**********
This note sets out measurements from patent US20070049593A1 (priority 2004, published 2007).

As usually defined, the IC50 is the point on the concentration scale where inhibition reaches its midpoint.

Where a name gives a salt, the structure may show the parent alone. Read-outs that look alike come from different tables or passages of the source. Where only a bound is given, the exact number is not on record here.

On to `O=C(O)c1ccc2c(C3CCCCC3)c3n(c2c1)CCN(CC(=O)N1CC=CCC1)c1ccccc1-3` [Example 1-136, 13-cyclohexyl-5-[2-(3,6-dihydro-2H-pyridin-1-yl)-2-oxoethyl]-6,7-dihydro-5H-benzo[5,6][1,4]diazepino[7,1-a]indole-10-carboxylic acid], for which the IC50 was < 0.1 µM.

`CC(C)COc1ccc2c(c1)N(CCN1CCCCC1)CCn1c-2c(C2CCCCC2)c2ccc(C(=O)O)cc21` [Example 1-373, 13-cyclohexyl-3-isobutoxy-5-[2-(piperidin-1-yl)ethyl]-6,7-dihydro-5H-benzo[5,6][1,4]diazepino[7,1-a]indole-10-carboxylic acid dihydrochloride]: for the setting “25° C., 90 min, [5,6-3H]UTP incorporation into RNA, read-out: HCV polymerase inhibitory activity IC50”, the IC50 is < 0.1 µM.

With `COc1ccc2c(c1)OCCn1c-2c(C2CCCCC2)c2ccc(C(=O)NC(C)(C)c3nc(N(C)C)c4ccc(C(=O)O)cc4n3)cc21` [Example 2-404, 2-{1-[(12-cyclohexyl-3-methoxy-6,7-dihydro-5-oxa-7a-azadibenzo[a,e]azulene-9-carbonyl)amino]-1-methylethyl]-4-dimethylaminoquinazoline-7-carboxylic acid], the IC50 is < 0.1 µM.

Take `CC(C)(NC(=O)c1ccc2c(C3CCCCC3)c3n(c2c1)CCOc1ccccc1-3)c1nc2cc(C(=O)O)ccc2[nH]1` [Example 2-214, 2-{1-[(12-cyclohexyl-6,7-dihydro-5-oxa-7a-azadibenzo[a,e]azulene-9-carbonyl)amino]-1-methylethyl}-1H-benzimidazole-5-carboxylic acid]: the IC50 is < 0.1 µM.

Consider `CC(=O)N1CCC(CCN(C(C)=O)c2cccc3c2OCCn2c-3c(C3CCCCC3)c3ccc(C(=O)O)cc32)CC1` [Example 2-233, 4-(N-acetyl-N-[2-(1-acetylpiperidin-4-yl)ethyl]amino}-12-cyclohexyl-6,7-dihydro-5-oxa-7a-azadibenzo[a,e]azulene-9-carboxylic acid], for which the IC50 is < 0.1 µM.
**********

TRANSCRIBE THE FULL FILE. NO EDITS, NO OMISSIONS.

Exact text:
This note sets out measurements from patent US20070049593A1 (priority 2004, published 2007).

As usually defined, the IC50 is the point on the concentration scale where inhibition reaches its midpoint.

Where a name gives a salt, the structure may show the parent alone. Read-outs that look alike come from different tables or passages of the source. Where only a bound is given, the exact number is not on record here.

On to `O=C(O)c1ccc2c(C3CCCCC3)c3n(c2c1)CCN(CC(=O)N1CC=CCC1)c1ccccc1-3` [Example 1-136, 13-cyclohexyl-5-[2-(3,6-dihydro-2H-pyridin-1-yl)-2-oxoethyl]-6,7-dihydro-5H-benzo[5,6][1,4]diazepino[7,1-a]indole-10-carboxylic acid], for which the IC50 was < 0.1 µM.

`CC(C)COc1ccc2c(c1)N(CCN1CCCCC1)CCn1c-2c(C2CCCCC2)c2ccc(C(=O)O)cc21` [Example 1-373, 13-cyclohexyl-3-isobutoxy-5-[2-(piperidin-1-yl)ethyl]-6,7-dihydro-5H-benzo[5,6][1,4]diazepino[7,1-a]indole-10-carboxylic acid dihydrochloride]: for the setting “25° C., 90 min, [5,6-3H]UTP incorporation into RNA, read-out: HCV polymerase inhibitory activity IC50”, the IC50 is < 0.1 µM.

With `COc1ccc2c(c1)OCCn1c-2c(C2CCCCC2)c2ccc(C(=O)NC(C)(C)c3nc(N(C)C)c4ccc(C(=O)O)cc4n3)cc21` [Example 2-404, 2-{1-[(12-cyclohexyl-3-methoxy-6,7-dihydro-5-oxa-7a-azadibenzo[a,e]azulene-9-carbonyl)amino]-1-methylethyl]-4-dimethylaminoquinazoline-7-carboxylic acid], the IC50 is < 0.1 µM.

Take `CC(C)(NC(=O)c1ccc2c(C3CCCCC3)c3n(c2c1)CCOc1ccccc1-3)c1nc2cc(C(=O)O)ccc2[nH]1` [Example 2-214, 2-{1-[(12-cyclohexyl-6,7-dihydro-5-oxa-7a-azadibenzo[a,e]azulene-9-carbonyl)amino]-1-methylethyl}-1H-benzimidazole-5-carboxylic acid]: the IC50 is < 0.1 µM.

Consider `CC(=O)N1CCC(CCN(C(C)=O)c2cccc3c2OCCn2c-3c(C3CCCCC3)c3ccc(C(=O)O)cc32)CC1` [Example 2-233, 4-(N-acetyl-N-[2-(1-acetylpiperidin-4-yl)ethyl]amino}-12-cyclohexyl-6,7-dihydro-5-oxa-7a-azadibenzo[a,e]azulene-9-carboxylic acid], for which the IC50 is < 0.1 µM.